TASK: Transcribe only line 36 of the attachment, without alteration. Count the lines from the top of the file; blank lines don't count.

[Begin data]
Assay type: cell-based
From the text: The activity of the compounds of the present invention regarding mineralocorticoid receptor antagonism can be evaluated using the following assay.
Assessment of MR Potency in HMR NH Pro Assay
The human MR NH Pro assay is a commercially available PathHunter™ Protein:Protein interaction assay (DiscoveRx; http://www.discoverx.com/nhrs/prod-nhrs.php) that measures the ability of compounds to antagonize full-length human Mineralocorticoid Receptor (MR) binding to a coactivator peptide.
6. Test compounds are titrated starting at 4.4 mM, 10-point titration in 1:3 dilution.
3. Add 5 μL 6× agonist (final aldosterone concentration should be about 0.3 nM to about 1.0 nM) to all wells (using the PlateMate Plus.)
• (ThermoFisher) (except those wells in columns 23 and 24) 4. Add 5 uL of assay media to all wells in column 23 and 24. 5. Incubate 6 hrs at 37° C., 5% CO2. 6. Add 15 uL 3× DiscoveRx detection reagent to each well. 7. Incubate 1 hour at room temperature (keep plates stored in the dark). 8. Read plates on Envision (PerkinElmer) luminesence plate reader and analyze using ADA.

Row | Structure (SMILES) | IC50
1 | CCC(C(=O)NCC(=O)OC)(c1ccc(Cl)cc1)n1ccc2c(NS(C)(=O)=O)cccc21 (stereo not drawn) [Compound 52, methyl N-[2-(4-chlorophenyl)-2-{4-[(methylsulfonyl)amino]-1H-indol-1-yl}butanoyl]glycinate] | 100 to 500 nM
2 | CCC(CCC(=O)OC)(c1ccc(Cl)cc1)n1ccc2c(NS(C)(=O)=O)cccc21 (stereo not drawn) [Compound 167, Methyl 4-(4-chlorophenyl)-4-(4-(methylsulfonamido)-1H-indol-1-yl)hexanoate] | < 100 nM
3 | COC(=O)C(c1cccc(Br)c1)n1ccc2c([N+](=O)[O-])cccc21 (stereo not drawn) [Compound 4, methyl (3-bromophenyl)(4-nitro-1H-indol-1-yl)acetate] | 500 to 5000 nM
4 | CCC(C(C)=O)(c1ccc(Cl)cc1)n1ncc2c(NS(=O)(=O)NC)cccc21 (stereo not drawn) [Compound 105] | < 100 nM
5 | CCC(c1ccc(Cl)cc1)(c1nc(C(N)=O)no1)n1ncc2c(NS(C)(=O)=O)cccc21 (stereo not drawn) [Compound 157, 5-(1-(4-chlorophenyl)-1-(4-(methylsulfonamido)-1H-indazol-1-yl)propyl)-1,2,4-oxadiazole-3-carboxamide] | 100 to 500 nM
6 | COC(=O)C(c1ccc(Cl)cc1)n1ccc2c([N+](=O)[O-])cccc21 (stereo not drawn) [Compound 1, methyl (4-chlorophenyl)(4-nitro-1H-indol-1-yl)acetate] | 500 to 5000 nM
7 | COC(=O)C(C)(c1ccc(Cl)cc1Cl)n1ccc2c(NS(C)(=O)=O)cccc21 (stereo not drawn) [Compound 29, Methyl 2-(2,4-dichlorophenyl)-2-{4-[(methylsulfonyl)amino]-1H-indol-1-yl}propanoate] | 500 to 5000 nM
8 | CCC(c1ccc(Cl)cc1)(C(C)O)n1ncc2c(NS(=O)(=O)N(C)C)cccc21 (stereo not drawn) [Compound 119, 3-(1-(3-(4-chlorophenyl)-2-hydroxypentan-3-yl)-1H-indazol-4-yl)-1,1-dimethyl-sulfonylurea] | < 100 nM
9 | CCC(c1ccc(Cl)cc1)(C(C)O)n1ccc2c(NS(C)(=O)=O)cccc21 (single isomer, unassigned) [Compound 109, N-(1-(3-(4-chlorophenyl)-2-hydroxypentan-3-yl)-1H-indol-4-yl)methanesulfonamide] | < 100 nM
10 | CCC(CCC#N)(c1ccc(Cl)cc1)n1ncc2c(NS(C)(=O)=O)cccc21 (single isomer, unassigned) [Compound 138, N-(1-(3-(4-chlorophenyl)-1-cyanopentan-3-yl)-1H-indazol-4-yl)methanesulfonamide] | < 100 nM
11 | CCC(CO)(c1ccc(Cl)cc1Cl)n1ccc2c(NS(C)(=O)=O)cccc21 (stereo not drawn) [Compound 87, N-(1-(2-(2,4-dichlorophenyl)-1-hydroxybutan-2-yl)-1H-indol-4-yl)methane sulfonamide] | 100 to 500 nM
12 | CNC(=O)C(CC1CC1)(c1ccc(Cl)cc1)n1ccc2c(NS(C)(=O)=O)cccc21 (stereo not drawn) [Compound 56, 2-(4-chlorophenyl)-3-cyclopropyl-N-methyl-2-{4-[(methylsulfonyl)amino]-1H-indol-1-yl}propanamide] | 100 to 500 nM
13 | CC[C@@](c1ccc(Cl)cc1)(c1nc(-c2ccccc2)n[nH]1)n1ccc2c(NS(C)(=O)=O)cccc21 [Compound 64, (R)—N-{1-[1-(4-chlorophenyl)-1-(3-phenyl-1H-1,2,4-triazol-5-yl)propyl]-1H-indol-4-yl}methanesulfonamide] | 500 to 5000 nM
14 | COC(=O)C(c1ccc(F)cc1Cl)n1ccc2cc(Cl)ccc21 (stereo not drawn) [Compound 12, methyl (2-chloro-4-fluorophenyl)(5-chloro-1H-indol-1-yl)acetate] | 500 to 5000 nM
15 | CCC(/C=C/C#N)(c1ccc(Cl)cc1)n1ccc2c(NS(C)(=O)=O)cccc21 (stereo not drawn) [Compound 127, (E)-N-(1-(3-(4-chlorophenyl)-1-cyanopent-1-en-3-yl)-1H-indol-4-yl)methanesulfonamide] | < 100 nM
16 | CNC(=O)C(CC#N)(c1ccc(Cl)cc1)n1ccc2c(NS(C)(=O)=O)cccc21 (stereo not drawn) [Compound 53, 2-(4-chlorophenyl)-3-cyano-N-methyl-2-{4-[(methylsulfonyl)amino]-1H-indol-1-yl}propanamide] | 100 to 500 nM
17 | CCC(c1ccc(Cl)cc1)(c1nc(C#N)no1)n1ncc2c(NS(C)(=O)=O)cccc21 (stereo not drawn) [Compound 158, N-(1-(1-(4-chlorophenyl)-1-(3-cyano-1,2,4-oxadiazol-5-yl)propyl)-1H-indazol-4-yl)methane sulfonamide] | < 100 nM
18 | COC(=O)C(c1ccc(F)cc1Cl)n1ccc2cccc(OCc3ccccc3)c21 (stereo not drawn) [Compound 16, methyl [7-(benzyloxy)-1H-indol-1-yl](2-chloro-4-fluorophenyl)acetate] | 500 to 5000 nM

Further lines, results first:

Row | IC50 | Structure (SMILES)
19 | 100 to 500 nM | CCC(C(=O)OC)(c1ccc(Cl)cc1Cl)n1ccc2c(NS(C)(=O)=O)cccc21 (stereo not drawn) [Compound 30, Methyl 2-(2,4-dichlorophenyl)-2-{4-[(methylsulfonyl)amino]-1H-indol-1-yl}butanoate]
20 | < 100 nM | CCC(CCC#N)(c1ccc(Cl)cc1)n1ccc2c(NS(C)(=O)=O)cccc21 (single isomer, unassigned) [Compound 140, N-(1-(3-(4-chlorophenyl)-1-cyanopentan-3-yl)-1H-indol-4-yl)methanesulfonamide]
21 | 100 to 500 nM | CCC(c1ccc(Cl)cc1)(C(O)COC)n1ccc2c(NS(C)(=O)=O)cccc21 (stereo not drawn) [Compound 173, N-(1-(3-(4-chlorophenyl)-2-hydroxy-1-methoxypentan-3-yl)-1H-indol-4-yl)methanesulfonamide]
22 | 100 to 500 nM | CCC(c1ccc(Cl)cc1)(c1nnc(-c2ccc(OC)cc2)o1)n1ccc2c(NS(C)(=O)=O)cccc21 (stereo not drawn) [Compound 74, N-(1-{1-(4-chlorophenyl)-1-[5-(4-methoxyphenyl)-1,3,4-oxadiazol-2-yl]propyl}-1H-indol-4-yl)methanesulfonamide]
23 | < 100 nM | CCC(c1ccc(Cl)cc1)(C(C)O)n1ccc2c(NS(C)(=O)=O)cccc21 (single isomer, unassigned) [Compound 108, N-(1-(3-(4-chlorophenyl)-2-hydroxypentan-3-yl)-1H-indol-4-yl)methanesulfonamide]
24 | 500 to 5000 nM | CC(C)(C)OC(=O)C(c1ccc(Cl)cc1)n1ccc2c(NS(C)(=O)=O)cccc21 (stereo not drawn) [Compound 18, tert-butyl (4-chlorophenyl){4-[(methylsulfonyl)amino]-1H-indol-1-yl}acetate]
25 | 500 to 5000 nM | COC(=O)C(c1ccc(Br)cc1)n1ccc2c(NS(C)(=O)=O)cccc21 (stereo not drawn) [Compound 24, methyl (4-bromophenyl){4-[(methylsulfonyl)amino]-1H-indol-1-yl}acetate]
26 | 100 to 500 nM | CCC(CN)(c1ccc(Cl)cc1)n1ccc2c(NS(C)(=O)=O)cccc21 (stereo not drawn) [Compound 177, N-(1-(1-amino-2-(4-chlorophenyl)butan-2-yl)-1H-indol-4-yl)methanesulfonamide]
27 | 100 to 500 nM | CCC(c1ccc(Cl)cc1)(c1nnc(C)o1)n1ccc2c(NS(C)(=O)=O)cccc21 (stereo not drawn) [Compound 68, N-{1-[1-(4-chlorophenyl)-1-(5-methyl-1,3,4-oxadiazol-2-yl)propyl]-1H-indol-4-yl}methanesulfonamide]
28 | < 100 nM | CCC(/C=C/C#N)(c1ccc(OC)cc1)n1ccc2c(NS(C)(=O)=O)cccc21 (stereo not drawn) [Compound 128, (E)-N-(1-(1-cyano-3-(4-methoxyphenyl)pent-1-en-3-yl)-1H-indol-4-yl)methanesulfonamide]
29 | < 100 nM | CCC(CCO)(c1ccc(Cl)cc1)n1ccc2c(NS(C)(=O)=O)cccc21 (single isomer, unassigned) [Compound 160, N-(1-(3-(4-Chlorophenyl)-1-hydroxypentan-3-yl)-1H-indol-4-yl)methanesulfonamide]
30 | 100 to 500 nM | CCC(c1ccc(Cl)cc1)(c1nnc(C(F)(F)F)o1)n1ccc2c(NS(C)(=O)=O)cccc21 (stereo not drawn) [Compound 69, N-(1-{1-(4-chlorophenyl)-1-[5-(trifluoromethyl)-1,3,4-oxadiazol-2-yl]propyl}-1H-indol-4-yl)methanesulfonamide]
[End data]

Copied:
26 | 100 to 500 nM | CCC(CN)(c1ccc(Cl)cc1)n1ccc2c(NS(C)(=O)=O)cccc21 (stereo not drawn) [Compound 177, N-(1-(1-amino-2-(4-chlorophenyl)butan-2-yl)-1H-indol-4-yl)methanesulfonamide]